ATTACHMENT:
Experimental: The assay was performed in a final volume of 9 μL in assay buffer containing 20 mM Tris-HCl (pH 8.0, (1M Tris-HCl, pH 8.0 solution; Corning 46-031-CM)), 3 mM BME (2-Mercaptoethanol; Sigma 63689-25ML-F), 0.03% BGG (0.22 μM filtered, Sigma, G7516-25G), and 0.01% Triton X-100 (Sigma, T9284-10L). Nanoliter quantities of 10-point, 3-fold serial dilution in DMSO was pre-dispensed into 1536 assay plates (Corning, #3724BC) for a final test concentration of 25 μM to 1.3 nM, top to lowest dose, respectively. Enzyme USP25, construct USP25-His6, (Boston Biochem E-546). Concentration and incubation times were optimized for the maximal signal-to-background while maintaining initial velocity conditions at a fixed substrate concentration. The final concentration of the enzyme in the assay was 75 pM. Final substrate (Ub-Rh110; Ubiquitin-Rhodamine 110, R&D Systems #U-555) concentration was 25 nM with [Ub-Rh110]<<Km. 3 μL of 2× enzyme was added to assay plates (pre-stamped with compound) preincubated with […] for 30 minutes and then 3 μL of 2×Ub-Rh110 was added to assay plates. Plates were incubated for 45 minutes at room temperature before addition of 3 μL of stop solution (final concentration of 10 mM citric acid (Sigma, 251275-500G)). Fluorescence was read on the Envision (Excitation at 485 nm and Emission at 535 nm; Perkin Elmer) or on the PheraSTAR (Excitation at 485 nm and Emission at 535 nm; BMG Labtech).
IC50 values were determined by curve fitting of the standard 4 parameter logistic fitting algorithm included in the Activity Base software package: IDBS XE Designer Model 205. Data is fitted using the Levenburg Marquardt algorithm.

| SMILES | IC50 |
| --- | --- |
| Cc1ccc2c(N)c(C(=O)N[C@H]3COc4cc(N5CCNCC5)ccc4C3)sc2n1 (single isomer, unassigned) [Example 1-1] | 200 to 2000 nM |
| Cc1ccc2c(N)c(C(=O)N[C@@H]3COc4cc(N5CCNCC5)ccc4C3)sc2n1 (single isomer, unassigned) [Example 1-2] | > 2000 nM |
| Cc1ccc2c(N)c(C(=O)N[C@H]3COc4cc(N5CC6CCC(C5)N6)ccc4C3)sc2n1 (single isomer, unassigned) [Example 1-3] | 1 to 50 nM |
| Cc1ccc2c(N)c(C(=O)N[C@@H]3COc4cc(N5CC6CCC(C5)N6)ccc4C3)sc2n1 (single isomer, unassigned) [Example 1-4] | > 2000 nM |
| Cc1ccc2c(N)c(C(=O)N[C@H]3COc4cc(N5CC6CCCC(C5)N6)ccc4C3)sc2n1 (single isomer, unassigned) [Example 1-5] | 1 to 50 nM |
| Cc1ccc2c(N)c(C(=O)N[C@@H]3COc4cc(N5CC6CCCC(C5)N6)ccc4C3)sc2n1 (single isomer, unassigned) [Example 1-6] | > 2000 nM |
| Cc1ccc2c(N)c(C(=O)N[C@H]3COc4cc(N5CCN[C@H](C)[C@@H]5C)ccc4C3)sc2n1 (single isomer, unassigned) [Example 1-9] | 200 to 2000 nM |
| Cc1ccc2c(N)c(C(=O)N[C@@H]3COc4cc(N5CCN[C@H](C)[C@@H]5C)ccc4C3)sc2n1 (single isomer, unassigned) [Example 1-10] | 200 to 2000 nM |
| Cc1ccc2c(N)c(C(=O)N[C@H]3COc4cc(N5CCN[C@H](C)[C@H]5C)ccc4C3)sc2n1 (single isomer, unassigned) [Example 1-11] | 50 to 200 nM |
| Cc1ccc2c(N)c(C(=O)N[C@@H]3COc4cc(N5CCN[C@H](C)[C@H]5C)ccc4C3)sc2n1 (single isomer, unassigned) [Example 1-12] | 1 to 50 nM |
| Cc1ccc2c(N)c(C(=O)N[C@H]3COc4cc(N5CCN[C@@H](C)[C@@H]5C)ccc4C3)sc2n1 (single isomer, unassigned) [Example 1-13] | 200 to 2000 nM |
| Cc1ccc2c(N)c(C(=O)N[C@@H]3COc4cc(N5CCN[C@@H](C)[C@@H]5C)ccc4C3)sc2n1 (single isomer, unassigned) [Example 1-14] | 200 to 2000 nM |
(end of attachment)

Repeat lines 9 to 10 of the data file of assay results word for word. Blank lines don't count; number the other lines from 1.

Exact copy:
| Cc1ccc2c(N)c(C(=O)N[C@H]3COc4cc(N5CC6CCCC(C5)N6)ccc4C3)sc2n1 (single isomer, unassigned) [Example 1-5] | 1 to 50 nM |
| Cc1ccc2c(N)c(C(=O)N[C@@H]3COc4cc(N5CC6CCCC(C5)N6)ccc4C3)sc2n1 (single isomer, unassigned) [Example 1-6] | > 2000 nM |